A top Democrat is in Minnesota to raise cash for three of the state’s Democratic congressional candidates.
Among them is Rick Nolan, who is running in a close, expensive race against Republican Rep. Chip Cravaack in Minnesota’s 8th Congressional District.
A recent KSTP/SurveyUSA poll shows Cravaack and Nolan very close.
Democratic Congressional Campaign Committee Chair Rep. Steve Israel says that Nolan is poised to win.
“We’ve got an outstanding candidate in Rick Nolan who’s independent, who’s about solutions, who understands how you represent workers on the Iron Range, and farmers, and families,” Israel said in an interview Saturday morning.
Cravaack, he said, hasn’t been “part of the solution,” in Washington, he’s been “part of the problem.”
“So this is a race that we feel very good about,” Israel said. “It’s a close race now, polling continues to be very close but we’re confident about it.”
Cravaack has argued that Nolan is too liberal for the district, and has criticized Nolan for supporting the new health care law, which slows the growth of Medicare spending. He has also been critical of Nolan’s record in Congress when he represented the state’s 6th District in the late 1970’s.
The DCCC raises and spends cash on behalf of select Democrats running for U.S. House. It has budgeted about $2.6 million to help Nolan win the 8th.
Outside political groups supporting Cravaack have also been spending heavily there.
For instance, this week, the American Action Network, which is a Washington, D.C., based group supporting Republicans, announced that it plans to spend an additional $500,000 on Cravaack’s race.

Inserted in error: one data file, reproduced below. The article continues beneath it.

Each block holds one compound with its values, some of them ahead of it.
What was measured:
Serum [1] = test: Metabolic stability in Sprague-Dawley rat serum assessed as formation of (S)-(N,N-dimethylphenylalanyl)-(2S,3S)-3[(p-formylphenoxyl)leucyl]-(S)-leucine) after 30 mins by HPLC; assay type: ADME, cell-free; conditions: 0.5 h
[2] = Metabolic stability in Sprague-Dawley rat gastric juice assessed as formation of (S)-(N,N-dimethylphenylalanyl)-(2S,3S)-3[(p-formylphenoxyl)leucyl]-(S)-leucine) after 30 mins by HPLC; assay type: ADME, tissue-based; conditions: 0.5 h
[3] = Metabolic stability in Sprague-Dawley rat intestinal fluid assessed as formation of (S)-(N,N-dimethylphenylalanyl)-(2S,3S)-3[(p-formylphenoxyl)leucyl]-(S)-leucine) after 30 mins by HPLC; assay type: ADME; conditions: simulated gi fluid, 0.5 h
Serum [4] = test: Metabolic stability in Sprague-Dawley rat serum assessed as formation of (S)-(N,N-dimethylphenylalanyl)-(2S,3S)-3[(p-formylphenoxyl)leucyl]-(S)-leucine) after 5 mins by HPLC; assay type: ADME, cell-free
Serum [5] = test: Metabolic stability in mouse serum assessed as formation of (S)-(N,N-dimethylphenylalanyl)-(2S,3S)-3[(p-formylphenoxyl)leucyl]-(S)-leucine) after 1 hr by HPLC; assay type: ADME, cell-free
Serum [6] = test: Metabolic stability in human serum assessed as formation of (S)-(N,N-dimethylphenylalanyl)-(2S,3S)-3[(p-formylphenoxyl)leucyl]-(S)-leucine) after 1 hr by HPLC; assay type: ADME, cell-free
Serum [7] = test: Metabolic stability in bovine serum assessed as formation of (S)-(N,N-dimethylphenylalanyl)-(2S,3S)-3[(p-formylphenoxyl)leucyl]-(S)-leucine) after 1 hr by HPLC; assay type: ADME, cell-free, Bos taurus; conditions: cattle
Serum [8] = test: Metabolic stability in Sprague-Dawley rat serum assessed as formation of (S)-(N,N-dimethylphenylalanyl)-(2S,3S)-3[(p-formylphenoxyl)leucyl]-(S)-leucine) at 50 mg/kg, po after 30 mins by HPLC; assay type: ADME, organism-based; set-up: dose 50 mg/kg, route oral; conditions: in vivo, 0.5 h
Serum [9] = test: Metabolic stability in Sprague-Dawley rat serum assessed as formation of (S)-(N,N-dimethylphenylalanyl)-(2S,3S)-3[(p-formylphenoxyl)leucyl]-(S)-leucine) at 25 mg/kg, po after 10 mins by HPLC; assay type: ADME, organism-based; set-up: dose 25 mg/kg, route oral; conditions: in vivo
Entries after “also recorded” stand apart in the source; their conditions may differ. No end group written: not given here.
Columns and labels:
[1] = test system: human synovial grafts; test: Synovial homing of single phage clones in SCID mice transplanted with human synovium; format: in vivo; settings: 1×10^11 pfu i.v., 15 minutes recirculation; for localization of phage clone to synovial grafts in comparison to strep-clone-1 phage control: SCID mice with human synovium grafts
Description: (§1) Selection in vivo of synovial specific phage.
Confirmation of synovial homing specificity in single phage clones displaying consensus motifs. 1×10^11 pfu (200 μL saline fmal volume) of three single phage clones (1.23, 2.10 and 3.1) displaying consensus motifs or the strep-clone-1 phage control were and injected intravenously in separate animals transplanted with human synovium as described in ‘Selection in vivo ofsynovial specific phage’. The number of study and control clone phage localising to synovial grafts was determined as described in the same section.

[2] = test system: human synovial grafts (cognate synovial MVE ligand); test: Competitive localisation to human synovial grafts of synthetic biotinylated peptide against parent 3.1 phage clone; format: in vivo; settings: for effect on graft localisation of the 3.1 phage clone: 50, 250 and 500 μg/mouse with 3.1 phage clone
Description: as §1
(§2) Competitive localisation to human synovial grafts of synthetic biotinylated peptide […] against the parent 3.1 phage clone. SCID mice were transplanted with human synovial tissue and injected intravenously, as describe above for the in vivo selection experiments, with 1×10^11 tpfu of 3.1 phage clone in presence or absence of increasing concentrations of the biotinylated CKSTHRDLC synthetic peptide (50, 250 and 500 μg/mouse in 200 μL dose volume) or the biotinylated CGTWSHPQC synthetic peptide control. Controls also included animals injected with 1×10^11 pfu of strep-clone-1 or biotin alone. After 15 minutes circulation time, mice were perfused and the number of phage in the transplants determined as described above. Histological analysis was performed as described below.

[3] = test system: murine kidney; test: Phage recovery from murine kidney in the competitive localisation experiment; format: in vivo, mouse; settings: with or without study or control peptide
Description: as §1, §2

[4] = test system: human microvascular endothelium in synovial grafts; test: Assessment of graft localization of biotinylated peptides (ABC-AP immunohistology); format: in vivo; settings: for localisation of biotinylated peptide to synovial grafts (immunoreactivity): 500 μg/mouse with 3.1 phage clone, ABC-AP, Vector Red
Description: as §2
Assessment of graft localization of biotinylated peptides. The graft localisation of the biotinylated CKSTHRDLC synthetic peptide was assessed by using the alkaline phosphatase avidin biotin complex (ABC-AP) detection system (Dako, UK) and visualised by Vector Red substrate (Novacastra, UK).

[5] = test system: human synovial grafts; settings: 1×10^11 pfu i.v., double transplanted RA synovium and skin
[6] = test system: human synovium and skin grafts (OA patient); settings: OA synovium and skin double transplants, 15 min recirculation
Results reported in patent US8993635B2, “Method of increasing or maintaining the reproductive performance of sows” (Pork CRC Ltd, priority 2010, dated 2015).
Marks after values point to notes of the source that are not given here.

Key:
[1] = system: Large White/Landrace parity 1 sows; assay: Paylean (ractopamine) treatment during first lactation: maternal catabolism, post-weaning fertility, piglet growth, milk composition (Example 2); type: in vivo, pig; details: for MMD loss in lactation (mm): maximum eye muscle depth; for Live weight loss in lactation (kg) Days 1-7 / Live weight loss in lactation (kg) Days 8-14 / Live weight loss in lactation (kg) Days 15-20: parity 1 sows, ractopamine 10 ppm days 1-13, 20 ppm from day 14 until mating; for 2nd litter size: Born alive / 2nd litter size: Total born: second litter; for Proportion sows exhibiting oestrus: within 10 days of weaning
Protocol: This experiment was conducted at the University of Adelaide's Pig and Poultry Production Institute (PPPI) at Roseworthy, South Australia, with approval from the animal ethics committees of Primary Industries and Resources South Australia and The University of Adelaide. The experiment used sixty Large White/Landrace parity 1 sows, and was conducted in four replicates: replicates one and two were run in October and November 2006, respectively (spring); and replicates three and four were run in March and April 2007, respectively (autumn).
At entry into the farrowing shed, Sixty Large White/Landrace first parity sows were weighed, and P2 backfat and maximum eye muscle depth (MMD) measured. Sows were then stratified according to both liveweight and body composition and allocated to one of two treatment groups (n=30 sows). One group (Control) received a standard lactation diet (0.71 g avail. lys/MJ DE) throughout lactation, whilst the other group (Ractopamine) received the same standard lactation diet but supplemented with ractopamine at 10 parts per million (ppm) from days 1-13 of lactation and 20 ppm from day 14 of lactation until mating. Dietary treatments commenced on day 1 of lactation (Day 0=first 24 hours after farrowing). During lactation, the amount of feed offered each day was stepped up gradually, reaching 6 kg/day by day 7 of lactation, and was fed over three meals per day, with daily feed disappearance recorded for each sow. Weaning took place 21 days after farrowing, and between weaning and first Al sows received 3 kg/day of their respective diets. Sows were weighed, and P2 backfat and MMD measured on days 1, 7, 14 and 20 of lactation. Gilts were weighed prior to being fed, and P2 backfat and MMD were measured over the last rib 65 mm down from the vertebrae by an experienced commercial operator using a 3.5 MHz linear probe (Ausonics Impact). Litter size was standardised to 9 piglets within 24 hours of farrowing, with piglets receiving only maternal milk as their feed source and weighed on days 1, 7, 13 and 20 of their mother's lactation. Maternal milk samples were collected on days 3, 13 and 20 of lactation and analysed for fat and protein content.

American Action Network is a non-profit group that can raise and spend unlimited amounts of money on elections without disclosing their donors.
Israel said the DCCC is going to “do everything that we can to make sure that we are defending against these secret super PACs. They are insidious; they keep me up at night because they will spend whatever they need to spend in order to buy this democracy.”
Nolan has seen its share of help from super PACs, too. The House Majority PAC, which is aimed at electing Democrats to the U.S. House, has spent nearly $1 million opposing Cravaack through advertising and direct mail, according to Federal Election Commission (FEC) data.
Israel is also in Minnesota to help Mike Obermueller, who is running against Republican Rep. John Kline in Minnesota’s 2nd Congressional District.
Obermueller’s race has been on the DCCC’s Red to Blue list for some time, in part because Kline’s district became more Democratic during this year’s redistricting process, Israel said.
But the group hasn’t spent money on ads there so far, according to FEC reports.
Israel said that’s not an indication that the DCCC has given up on the race. The group has provided the Obermueller campaign with on-the-ground assistance.
Jim Graves’ campaign against Republican Rep. Michele Bachmann is also on the DCCC’s radar because polling shows Graves is gaining ground there, Israel said. He’s referring to a poll commissioned by the Graves campaign that shows Graves two percentage points behind Bachmann.
But a separate KSTP/SurveyUSA poll showed Bachmann ahead by 9 percentage points.
“It’s probably somewhere between 2 and 8 points. That tells you that something is wrong in that district for Michele Bachmann. She is an incumbent,” he said.
“It tells us that there’s a fatigue in her district with her, which makes the district worthy of our investment, our work and our support,” Israel added.
There’s some skepticism that Democrats can win back the House this year. But Israel said that the DCCC views Minnesota as a key part of their plan gain control of the House, especially in the 8th district, where Cravaack has served for two years in a region that has long been a Democratic stronghold.
“There’s no question that the longer some of these incumbents stay, the safer they become. They go Washington,” Israel said.